Green Mountain Sold Some Stock to Buy Back Some Other Stock

I've had so much fun talking about convertible-financed share repurchases the last few days that I'm going to move on to talk about share-financed share repurchases, which are my even more favorite trades. 

I've had so much fun talking about convertible-financed share repurchases the last few days that I'm going to move on to talk about share-financed share repurchases, which are my even more favorite trades. The nice thing about a convertible-financed share repurchase is the efficient linkage of the convertible and the share repurchase (which you buy instantly and efficiently from the hedge funds who buy the convertible). It's all snaps together perfectly, with no slippage, though sometimes weird stuff happens.

The nice thing about a share-financed share repurchase is that it makes no sense at all. It's just a terrible capital markets joke. 1 Why would you sell stock to buy back stock? One, it's pointless -- you end up where you began. And two, there will be slippage: You'll sell stock at a discount, and then buy it back at a premium.

That's not to criticize the share-financed share repurchase that Green Mountain announced yesterday:

Coca-Cola Co. (KO) agreed to buy a 10 percent stake in Green Mountain Coffee Roasters Inc. (GMCR) for about $1.25 billion and work with the maker of Keurig coffee brewers to introduce a system for producing single-serve cold drinks.

Coca-Cola is buying the 16.7 million newly issued shares for about $74.98 apiece, the companies said yesterday in a statement.

That's the share financing. Here's the share repurchase:

GMCR intends to execute a meaningful share repurchase program to reduce dilution from the transaction. This will be executed under the Company's existing $1.1 billion share repurchase authorization.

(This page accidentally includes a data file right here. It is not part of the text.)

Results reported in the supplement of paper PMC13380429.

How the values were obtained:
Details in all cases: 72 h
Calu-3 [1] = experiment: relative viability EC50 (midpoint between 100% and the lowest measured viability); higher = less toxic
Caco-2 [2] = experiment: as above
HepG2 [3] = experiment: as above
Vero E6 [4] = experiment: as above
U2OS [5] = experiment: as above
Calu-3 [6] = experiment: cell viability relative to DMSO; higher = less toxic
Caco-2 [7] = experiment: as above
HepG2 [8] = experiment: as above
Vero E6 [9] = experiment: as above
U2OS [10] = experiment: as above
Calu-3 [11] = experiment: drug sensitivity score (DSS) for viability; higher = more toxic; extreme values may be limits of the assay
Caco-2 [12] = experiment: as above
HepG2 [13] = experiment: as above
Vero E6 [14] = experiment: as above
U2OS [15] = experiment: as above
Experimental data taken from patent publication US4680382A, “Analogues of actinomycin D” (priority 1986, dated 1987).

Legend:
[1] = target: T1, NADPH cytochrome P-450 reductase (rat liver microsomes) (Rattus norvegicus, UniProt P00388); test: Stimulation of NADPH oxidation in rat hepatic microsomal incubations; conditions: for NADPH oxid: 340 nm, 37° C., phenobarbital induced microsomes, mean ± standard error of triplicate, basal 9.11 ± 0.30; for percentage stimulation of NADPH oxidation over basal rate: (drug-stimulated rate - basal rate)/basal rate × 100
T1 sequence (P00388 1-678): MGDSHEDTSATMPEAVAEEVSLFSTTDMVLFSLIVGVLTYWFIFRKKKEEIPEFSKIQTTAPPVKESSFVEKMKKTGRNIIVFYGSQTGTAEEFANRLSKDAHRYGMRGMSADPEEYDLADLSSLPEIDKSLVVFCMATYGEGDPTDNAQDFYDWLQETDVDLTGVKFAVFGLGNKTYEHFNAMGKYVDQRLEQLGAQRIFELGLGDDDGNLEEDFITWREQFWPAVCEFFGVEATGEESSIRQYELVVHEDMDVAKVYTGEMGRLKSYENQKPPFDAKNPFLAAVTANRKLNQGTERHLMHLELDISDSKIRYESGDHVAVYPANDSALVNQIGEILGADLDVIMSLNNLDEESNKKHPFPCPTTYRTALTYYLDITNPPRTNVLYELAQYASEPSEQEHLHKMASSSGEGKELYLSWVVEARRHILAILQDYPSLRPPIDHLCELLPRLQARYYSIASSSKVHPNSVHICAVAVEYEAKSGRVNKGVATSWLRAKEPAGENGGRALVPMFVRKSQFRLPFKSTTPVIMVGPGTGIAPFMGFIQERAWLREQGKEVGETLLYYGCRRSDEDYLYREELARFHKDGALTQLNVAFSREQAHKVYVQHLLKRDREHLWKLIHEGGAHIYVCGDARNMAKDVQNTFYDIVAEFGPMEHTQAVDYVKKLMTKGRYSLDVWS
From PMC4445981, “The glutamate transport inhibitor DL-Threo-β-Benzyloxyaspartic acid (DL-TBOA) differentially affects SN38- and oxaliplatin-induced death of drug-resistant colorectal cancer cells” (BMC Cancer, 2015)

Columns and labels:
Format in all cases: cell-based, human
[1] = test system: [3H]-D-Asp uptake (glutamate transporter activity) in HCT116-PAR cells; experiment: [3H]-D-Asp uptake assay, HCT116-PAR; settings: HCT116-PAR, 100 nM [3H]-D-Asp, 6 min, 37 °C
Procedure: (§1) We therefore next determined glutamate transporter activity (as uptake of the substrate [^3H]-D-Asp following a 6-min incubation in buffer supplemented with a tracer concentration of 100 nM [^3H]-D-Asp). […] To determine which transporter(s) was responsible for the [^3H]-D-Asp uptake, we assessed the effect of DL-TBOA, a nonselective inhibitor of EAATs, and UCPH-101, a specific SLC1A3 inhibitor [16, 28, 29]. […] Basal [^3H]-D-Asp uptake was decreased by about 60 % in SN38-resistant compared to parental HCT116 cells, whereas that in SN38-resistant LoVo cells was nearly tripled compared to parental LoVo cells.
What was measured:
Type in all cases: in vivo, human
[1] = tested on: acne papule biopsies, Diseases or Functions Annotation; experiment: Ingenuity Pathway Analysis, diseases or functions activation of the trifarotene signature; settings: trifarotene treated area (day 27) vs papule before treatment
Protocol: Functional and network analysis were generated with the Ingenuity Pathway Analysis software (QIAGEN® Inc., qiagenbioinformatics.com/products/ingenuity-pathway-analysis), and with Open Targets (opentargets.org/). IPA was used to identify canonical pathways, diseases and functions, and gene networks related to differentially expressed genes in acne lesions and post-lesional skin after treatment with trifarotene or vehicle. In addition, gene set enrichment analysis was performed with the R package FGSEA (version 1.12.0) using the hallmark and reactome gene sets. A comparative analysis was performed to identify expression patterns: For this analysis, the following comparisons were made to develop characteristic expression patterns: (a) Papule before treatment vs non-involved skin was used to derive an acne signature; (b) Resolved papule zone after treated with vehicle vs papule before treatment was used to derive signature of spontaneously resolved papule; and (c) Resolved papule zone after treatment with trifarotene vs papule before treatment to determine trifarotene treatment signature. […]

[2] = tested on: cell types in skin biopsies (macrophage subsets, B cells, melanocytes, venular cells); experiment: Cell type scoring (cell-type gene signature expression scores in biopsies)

Of course this is much more of a business transaction than a corporate finance one. That announcement goes on to say that "GMCR intends to use a portion of the proceeds from the new equity issuance to fund anticipated capital expenditures for its Keurig Cold™ beverage system over the next several years," though it doesn't give a breakdown of capex versus share repurchase. And analysts, and the market, seem to be pretty ecstatic about Green Mountain's bright future as a maker of Coke-branded pod-based drink things. Also who can argue with this:

"This is what consumers told us they wanted," Green Mountain CEO Brian Kelley said on the call. Coca-Cola cold-drink brands are "popular," he said.

But as a corporate finance transaction it's sort of neat. In effect, Coke is buying shares from Green Mountain shareholders, with Green Mountain standing between them and collecting an enormously negative spread. Coke bought Green Mountain shares at $74.98, a discount to yesterday's price, 2 and Green Mountain will use the proceeds to buy shares from the public at, I think it's safe to say, a huge premium to yesterday's price. Green Mountain opened at $110 today, up 36 percent from yesterday's close. So Green Mountain is selling at $75 to finance buying at $110.